Navigation Links
New drug shows promise for those with clotting disorders: McMaster researcher
Date:12/6/2009

Hamilton, ON. Dec. 6, 2009 A new study provides welcome news for patients with a common clotting disorder known as venous thromboembolism (VTE).

The condition is estimated to impact 62,000 Canadians and half-a-million Americans every year, and occurs when an abnormal clot forms in a vein and restricts the flow of blood, causing pain and swelling. In some cases, the clot may detach from its point of origin and travel through the heart to the lungs, causing a potentially fatal condition known as a pulmonary embolism.

Currently, patients with VTE are treated with a blood thinner known as warfarin, which has many burdensome interactions with other medications and foods and requires frequent monitoring of the dosage.

However, this study published today shows that an oral drug called dabigatran etexilate, which does not have these disadvantages, is as safe and effective as warfarin for combating VTE.

To compare the two drugs, an international team of researchers lead by Sam Schulman, a professor of medicine of the Michael G. DeGroote School of Medicine, who conducted a randomized, double-blind trial of 2,539 patients with acute VTE.

Today, Schulman is scheduled to present this study to the annual conference of the American Society of Hematology in New Orleans, LA, and the New England Journal of Medicine will post the study on its web site. The study will be published in the Dec. 10 edition of the New England Journal of Medicine.

For six months, roughly half of the patients in the trial (1,274) were given a fixed dose of 150 mg of dabigatran etexilate twice daily, while the other half (1,265 patients) were given warfarin once daily.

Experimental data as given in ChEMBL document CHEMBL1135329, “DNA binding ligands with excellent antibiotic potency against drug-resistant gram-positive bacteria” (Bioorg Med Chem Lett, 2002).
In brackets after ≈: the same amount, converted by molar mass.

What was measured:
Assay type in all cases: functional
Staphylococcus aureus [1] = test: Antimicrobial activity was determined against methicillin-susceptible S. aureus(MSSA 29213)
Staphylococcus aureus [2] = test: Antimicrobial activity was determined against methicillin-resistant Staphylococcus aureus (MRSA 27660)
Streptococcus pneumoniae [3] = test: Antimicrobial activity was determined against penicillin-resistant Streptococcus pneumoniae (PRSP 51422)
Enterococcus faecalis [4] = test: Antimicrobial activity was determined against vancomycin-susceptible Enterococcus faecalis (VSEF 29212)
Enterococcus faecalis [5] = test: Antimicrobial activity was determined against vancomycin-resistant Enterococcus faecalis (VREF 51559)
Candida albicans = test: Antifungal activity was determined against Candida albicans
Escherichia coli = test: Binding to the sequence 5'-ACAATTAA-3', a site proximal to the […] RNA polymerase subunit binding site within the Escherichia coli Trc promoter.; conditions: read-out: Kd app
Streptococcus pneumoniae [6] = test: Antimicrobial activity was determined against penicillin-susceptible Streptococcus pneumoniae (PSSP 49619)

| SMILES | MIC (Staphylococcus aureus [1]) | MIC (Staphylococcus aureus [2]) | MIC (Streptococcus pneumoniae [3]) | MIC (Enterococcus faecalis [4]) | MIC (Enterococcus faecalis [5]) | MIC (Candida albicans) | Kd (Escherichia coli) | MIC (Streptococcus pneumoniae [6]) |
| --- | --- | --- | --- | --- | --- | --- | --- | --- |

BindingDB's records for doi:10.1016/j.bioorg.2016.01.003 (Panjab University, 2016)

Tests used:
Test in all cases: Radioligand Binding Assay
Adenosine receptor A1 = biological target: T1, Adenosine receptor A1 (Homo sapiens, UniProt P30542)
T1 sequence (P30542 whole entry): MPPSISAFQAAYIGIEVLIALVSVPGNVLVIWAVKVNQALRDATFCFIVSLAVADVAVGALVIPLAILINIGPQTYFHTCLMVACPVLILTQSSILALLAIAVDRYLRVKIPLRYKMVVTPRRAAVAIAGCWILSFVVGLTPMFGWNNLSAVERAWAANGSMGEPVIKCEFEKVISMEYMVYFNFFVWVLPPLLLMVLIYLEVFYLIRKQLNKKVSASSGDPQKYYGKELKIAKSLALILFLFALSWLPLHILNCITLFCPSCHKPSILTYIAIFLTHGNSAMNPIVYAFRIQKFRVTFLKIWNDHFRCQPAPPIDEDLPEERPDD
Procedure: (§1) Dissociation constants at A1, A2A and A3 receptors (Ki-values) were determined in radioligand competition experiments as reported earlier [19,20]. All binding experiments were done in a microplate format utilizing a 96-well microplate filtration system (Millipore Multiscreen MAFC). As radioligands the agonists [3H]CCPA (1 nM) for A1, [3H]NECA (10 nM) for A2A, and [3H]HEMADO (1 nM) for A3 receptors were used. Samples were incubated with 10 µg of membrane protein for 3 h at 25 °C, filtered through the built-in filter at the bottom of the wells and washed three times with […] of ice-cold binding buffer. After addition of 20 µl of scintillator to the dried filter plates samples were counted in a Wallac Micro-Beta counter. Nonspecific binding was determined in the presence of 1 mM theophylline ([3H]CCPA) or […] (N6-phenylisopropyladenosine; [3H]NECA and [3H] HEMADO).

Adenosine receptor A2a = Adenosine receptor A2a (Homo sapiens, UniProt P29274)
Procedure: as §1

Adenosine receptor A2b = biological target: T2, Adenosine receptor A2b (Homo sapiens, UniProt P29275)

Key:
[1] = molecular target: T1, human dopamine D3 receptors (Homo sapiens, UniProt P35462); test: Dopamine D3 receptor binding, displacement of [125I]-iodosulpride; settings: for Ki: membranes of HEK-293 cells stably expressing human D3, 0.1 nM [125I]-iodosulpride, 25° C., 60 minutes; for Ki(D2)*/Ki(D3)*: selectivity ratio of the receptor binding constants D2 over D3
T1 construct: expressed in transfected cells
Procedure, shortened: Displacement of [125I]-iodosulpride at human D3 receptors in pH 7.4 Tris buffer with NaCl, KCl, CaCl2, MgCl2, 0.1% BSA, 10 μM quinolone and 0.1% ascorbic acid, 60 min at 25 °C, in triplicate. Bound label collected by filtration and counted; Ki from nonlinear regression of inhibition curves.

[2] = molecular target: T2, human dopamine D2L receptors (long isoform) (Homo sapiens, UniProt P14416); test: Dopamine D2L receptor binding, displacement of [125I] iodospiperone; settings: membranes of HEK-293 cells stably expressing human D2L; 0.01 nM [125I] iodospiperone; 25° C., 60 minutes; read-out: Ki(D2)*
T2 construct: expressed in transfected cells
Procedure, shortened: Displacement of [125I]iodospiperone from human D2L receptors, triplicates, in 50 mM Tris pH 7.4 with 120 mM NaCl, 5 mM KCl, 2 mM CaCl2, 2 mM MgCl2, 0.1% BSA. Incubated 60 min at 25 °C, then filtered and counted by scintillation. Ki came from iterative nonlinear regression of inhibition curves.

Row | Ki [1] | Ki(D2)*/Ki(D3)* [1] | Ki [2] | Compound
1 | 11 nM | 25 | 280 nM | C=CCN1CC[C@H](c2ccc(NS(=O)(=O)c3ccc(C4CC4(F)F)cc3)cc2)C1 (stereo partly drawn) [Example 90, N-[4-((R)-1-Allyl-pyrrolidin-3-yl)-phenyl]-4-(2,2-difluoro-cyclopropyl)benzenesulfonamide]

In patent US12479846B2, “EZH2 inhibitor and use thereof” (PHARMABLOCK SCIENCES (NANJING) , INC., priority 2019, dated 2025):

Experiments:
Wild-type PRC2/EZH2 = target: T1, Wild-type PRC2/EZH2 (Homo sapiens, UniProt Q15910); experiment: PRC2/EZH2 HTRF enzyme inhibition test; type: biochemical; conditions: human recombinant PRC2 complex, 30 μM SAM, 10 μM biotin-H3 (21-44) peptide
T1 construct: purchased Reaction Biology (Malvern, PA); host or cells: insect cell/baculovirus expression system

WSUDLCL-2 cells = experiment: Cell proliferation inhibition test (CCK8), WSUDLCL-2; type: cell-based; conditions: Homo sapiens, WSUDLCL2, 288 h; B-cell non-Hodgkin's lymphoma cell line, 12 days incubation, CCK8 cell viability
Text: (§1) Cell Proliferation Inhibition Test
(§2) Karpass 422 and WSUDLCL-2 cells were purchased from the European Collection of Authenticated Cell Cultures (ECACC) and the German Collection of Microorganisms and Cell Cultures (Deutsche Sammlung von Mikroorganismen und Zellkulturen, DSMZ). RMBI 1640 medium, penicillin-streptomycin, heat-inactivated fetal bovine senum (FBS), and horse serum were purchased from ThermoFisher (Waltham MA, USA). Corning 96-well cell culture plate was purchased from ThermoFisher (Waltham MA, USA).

The improvement seen in both groups from the treatments was similar. After six months of treatment, only 2.4 percent of the dabigatran etexilate group (30 patients) and 2.1 percent of the warfarin group (27 patients) experienced recurrent VTE.

The safety of the two drugs was also comparable. In the dabigatran etexilate arm, 205 patients experienced bleeding (including 20 patients with major bleeding) versus 277 patients in the warfarin arm (including 24 with major bleeding). Other possible side effects, including death, acute coronary syndromes, and abnormalities in liver function tests, were infrequent in the two groups.

"We are excited by these findings and feel that they will change the standard of care for venous thromboembolism, which affects a large number of our patients," said Schulman, a physician with the thrombosis service of Hamilton Health Sciences. "This study found that dabigatran is a safe and effective anticoagulant that does not require the routine monitoring or dose adjustments that are necessary with warfarin. In other words, patients can receive the same results in a more convenient manner."


'/>"/>

Contact: Susan Emigh
emighs@mcmaster.ca
905-518-3642
McMaster University
Source:Eurekalert

Related medicine news :